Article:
After a two-year campaign by the Independent Drivers Guild, New York City officials voted to pass the nation’s first legislation to close the minimum wage loophole for companies like Uber and Lyft and require a minimum pay rate for app-based drivers. The City Council also passed additional FHV bills, including the temporary cap on for-hire vehicles and new data reporting requirements. See photo of IDG members rallying in favor of the bills at City hall with Council Member Brad Lander.
The Independent Drivers Guild, an affiliate of the Machinists Union, represents and advocates for more than 65,000 professional drivers for apps like Uber, Lyft, Via and Juno in New York City. In the two years since the Independent Drivers Guild first called on the city to establish a pay floor, the Guild has waged a massive, worker-led campaign. See the timeline here. Thousands of drivers came together with the IDG to fight for this legislation, representing a victory for organized labor in a decidedly challenging industry given the lack of rights for workers classified as contractors.
“More than 65,000 working families will be getting a desperately needed raise because of today’s vote. We hope this is the start of a more fair industry not only here in New York City, but all over the world,” said IDG founder Jim Conigliaro, Jr. “We cannot allow the so-called ‘gig economy’ companies to exploit loopholes in the law in order to strip workers of their rights and protections.”
“Workers in the gig economy deserve a place in our union,” said Eastern Territory General Vice President Jimmy Conigliaro, Sr. “These independent workers also deserve the same benefits as anyone who works – access to affordable health care, retirement security, disability insurance, education and improved labor rights. The IDG has and continues to make that a reality.”
“Workers and New York leaders made history today. It’s not easy taking on Silicon Valley behemoths, but we kept on fighting for what we know is right and today the workers prevailed. We are thankful to the New York City officials who listened to the stories of drivers who are struggling to support their families and stood by us in this fight,” said IDG Executive Director Ryan Price. “In particular, our thanks go out to Speaker Corey Johnson, Council Members Lander and Levin, and everyone at the Taxi and Limousine Commission who has been working with us on this effort for the last two years.”
More than 16,000 drivers signed the IDG’s petition to require a minimum pay rate for apps like Uber and Lyft. To force action, the IDG filed a formal rulemaking petition in March and the city responded in May that it planned to act on pay rules this summer. The IDG used the same regulatory and legislative tactics to require Uber to add a tipping option to the app last year. Just months after the city greenlighted the IDG’s proposed tipping rules, Uber added a tipping option not only for New York City (its biggest market) but for drivers across the U.S.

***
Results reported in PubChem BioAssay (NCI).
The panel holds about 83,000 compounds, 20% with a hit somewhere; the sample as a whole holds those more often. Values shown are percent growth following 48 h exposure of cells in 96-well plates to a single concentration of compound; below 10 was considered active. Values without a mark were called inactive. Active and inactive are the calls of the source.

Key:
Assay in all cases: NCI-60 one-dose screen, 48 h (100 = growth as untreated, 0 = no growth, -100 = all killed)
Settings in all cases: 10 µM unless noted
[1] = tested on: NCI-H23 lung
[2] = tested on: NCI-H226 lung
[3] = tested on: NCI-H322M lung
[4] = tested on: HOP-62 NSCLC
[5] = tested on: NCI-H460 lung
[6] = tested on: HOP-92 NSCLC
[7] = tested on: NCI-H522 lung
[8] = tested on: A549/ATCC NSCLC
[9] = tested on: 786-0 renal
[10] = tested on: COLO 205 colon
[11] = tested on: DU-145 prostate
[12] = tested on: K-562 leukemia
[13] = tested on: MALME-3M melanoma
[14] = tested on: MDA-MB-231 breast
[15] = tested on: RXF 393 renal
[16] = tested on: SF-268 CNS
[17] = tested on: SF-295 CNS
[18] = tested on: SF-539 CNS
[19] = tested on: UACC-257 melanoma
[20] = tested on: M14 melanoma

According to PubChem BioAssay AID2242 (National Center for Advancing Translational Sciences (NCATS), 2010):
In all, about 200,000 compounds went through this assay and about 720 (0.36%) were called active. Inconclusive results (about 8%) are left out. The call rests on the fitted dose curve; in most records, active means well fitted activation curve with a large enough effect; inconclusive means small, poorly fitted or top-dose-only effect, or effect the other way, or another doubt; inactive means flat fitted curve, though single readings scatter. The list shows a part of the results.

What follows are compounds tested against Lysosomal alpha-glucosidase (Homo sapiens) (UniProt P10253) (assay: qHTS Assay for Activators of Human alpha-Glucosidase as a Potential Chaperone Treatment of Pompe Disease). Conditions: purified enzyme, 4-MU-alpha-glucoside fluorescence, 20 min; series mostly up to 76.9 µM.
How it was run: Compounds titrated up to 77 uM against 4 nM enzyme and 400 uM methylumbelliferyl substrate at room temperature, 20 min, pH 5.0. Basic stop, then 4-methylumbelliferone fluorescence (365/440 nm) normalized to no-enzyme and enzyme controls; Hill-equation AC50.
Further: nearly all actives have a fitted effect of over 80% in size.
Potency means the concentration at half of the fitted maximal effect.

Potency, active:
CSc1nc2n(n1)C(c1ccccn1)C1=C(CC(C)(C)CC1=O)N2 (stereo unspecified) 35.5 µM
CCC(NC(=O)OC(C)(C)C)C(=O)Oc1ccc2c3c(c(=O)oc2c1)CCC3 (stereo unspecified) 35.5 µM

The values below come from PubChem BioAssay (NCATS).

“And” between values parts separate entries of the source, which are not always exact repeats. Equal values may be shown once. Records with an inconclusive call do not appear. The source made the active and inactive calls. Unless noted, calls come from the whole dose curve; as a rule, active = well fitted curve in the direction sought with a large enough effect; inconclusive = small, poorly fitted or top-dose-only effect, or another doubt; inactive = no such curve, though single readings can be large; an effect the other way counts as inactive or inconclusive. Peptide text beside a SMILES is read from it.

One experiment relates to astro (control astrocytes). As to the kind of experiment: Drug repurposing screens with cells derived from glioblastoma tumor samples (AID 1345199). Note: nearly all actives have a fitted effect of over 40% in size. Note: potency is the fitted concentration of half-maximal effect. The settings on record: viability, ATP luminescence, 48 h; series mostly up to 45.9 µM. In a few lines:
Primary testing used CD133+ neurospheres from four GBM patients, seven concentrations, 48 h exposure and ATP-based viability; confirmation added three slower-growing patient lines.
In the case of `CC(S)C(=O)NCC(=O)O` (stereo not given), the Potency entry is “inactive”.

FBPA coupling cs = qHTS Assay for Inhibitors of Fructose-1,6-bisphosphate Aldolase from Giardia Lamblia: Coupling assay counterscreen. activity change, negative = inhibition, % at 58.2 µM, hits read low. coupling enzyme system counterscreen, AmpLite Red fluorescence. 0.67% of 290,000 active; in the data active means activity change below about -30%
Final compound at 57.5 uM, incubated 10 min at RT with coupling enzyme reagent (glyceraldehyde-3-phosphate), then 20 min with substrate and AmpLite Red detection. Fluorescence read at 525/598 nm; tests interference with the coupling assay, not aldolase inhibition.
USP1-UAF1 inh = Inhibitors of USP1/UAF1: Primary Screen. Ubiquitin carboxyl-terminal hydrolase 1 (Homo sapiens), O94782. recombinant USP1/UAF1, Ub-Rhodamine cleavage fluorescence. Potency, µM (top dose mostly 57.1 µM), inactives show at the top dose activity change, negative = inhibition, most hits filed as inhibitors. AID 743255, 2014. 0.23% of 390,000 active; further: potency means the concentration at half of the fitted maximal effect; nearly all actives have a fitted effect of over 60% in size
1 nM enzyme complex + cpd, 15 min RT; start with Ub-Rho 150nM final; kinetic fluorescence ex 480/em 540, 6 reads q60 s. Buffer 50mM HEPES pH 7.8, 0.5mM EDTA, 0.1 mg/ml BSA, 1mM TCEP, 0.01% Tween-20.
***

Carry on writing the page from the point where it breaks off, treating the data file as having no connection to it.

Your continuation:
IDG Fair Pay Campaign: By The Numbers
- Two Years
- 16,000 petition signatures
- 7,400 emails to city officials
- >1750 phone calls to city officials
- 304 IDG members/ drivers demonstrated at City Hall in April, including a vehicle caravan over the Brooklyn Bridge to City Hall
- 4,000 flyers distributed
- 615 drivers signed the first sign-on letter in July 2016
“Uber and Lyft have had every opportunity to pay drivers fairly, but instead they went out of their way to design new and deceitful ways to slash our pay and take more and more of our hard-earned fares. Meanwhile, they have flooded the streets with more drivers than there is work. It’s cruel to their existing drivers and it is cruel to the new drivers who are going into debt to do a job they wrongly believe will pay off.” said IDG member Hailing “Henry” Chen, a 26-year-old Uber driver who lives in Queens. “The companies are trying to claim they now support fair pay for drivers, but those are lies. They fought this every step of the way. Even after report after report came out showing the apps pay less than minimum wage, the companies denied it and refused to raise our pay. This victory was won by the workers. Only when workers came together to put massive pressure on city officials did they act. ”
In New York City, nearly 90 percent of IDG members drive for apps as their main source of income and nine in ten drivers are immigrants.
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